Resume: 21.7 points (9th in league), 3.2 rebounds, 5.2 assists, 1.5 steals, 36.4 minutes (3rd in league), 47% FG, 42% 3PT (8th in league), 86% FT … Team Record in Games Played: 52-23 (1-6 without) … Playoffs: 19.0 points, 3.6 rebounds, 3.8 assists, 1.3 steals, 35.7 minutes, 44% FG, 45% 3 PT, 84% FT, 10-3 record (4-3 without) … 3rd Team All-NBA, All-Star
During Game 1 of the NBA Finals, Kyrie Irving created a moment that, as I tried to explain in my Paul Millsap Top 50 Players Countdown column, was one of those random and not completely spectacular plays that felt bigger that it should have. In this case, it was a potentially game saving play, one that very well could have ended up swinging the NBA Finals, but even in the moment it felt bigger than just that.
Right after Irving missed on the swipe from behind and Stephen Curry had a step on him, if somebody would have paused the game and asked me “Would you bet your life that Kyrie doesn’t make a stop on this play,” I wouldn’t have taken the bet, but I at least would have glanced back at the TV screen and strongly considered it before realizing that this is an awfully silly thing to even contemplate. Improbably, and seemingly out of nowhere, Kyrie got a piece of Curry’s lay-up and the Cleveland Cavaliers had the ball with a chance to steal Game 1 in Golden State.
Even in that very tense moment (and boy, was it tense in the Giuliano household) I recognized that this was where it felt for the first time, at least in my opinion, that Kyrie Irving was putting it all together and ready to make a full-blown breakthrough. For years we had lauded his one-on-one scoring skills, his insane shot-making ability and some of the most ridiculous handles in the league. He showed a knack early on in his career for making big shots down the stretch, a reputation he built on when he devoured the Spurs in the middle of the season …
But the block on Curry felt like something different than that. It wasn’t Kyrie reminding us of what we already knew he excelled at. It was a moment where he made a play that the vast majority of NBA fans wouldn’t have expected he could have made, and it seemed like the narrative of Kyrie Irving was about to shift. Just minutes later Irving broke his knee and was sidelined for the remainder of the series. Golden State won Game 1 and went on the win the series 4-2 while Irving watched on the sideline in a nice suit.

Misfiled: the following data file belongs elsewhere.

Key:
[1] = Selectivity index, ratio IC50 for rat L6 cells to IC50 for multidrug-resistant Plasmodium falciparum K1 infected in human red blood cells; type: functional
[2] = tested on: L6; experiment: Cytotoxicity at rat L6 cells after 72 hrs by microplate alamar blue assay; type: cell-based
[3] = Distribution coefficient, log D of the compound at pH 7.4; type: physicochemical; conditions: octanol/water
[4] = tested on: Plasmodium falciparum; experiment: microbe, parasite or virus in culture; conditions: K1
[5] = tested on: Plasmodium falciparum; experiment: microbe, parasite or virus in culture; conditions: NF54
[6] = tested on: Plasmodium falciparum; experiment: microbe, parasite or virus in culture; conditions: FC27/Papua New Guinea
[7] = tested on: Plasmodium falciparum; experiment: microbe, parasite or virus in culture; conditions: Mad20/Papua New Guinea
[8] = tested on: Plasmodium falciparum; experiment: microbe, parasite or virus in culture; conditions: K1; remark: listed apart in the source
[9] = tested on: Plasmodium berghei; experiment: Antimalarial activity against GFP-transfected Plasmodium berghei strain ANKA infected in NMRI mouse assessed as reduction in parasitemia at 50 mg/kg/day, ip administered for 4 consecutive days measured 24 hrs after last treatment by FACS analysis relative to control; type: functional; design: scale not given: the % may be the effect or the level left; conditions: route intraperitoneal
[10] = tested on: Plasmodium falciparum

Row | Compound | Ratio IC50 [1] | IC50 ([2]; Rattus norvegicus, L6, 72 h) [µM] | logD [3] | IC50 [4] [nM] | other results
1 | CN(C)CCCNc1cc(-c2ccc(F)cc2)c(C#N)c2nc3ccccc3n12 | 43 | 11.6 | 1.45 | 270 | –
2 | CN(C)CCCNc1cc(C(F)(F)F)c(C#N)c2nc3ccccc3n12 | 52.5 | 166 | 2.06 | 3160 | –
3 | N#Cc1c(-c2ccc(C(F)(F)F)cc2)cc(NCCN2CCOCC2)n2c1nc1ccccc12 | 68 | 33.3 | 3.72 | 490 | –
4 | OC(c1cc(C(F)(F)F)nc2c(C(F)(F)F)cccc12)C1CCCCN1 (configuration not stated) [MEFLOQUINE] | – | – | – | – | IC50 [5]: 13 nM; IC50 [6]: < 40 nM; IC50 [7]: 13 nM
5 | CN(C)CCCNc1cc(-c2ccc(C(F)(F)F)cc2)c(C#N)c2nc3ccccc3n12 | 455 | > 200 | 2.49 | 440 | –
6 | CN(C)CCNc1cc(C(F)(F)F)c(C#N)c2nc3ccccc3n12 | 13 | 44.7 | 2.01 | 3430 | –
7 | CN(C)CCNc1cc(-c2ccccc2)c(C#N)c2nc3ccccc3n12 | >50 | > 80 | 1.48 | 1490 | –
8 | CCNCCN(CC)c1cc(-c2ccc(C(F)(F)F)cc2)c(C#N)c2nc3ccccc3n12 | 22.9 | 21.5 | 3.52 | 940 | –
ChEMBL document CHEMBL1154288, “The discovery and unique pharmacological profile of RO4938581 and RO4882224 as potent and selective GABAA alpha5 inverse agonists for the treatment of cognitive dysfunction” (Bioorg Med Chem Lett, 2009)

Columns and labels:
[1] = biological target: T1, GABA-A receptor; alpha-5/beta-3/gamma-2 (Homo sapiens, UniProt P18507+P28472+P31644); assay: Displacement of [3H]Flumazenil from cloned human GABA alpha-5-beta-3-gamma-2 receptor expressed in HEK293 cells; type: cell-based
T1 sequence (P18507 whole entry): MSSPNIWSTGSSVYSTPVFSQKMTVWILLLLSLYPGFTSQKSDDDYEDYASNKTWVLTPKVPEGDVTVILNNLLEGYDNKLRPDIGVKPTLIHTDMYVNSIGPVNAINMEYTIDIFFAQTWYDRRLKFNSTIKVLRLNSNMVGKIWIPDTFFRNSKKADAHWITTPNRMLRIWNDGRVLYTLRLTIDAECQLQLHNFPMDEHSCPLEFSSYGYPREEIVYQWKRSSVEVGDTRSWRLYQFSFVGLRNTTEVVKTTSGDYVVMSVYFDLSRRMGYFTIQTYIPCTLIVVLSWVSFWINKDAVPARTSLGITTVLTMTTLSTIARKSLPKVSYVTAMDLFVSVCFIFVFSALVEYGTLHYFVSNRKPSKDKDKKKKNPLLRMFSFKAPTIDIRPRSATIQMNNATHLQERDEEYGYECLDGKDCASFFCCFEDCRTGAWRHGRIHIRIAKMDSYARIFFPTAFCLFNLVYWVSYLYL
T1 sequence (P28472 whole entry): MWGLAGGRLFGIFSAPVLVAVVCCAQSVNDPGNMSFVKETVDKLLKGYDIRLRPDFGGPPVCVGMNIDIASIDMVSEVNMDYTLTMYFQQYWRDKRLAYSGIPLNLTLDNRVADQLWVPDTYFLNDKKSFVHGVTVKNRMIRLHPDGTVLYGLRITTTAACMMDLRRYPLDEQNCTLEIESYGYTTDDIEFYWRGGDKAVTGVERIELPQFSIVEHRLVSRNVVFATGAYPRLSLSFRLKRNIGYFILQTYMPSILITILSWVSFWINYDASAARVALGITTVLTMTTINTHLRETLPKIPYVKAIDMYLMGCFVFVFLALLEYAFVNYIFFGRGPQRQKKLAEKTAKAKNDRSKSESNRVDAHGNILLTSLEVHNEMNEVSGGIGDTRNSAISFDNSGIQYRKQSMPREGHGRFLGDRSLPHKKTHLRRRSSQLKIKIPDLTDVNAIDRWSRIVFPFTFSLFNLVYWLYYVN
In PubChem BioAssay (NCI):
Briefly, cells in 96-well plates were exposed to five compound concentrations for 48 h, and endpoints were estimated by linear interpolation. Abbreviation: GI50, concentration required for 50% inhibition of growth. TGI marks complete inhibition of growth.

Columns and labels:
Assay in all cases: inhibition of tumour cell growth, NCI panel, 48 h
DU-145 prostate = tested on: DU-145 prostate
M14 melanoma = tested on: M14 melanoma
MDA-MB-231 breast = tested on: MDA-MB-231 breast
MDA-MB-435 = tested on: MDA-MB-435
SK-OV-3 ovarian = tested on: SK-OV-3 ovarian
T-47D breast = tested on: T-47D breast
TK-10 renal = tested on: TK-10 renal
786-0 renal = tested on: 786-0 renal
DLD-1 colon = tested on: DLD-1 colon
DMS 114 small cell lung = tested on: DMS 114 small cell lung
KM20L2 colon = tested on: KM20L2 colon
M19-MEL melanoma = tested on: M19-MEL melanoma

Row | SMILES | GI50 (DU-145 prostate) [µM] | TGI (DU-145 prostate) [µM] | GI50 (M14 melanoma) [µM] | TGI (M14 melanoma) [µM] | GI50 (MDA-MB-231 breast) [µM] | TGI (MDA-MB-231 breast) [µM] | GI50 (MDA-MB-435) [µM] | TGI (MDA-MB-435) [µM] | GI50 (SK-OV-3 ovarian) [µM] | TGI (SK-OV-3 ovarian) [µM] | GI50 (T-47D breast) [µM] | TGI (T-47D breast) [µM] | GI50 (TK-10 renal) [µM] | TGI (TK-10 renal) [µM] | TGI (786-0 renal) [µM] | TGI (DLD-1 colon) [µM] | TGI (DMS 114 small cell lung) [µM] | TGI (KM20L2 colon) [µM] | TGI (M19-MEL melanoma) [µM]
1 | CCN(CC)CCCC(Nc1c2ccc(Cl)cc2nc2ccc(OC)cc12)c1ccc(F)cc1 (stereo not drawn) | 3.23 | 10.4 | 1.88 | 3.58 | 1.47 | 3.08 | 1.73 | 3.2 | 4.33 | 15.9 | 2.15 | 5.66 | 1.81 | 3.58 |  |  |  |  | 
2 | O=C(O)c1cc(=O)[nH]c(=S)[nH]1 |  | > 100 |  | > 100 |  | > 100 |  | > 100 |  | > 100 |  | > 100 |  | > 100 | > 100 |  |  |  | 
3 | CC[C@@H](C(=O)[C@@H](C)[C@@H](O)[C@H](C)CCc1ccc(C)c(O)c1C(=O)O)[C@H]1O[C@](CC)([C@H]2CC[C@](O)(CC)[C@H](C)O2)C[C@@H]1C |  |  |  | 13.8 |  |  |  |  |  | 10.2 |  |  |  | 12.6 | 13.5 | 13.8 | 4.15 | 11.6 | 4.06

Remember in Forrest Gump when Jenny finally decided she was going to stop doing coke and share needles and she gets in touch with Forrest after she sees him running, and they’re going to settle down and raise little Forrest together, only then she finds out she has AIDS and she dies? This is what it felt like watching Kyrie on that play … kind of. He was fundamentally flawed in some ways and we always wanted more from him, and then in one moment it felt like he finally figured it out and gave it to us. Same with Jenny. She jerked Forrest around for years, made him ruin her roommates bathrobe and nearly got him killed at a Black Panther party, but then realized she was in love with him, only it was too late.
Is this pop culture reference a bit of a stretch? Perhaps, but hopefully you get the idea. Kyrie didn’t bring a broken knee upon himself quite like Jenny did in her situation, but it felt good to think that he could breakthrough and prove some of the doubters wrong, a little like Jenny almost did. One of the many fundamental differences between these two situations is that Kyrie had been proving people wrong all season.
Some said that he couldn’t tailor his game to LeBron’s liking, only he was so good at one he did he never really had to. Of all players who attempted at least 150 isolation field goals, Kyrie had the best field goal percentage, per NBA.com.
There were legitimate worries that Kyrie wouldn’t be able to play without the ball or function as a spot up shooter, but those concerns turned out to be ill-advised. According to NBA.com, Irving shot 46 percent on catch and shoot three pointers, right on par with notable long-distance flame throwers Klay Thompson and J.J. Redick.
Kyrie Irving might not be the typical point guard, and that might rub some people the wrong way, but I’m done worrying about what he “should” be. He’s flawed in some major ways, and he’s still rehabbing that knee as we are inch closer to the season, but dropping someone with this much talent too much lower on the countdown when they are in an ideal situation and only 23 years old seems foolish to me. He’s got a bright future ahead of him and as soon as he gets healthy the Cavaliers are going to take off. At that point, you could say that the Cavaliers are the “bird” and the rest of the teams in the Eastern Conference are the crappy shack in Alabama where Jenny used to live, because they’ll be flying far far away from them.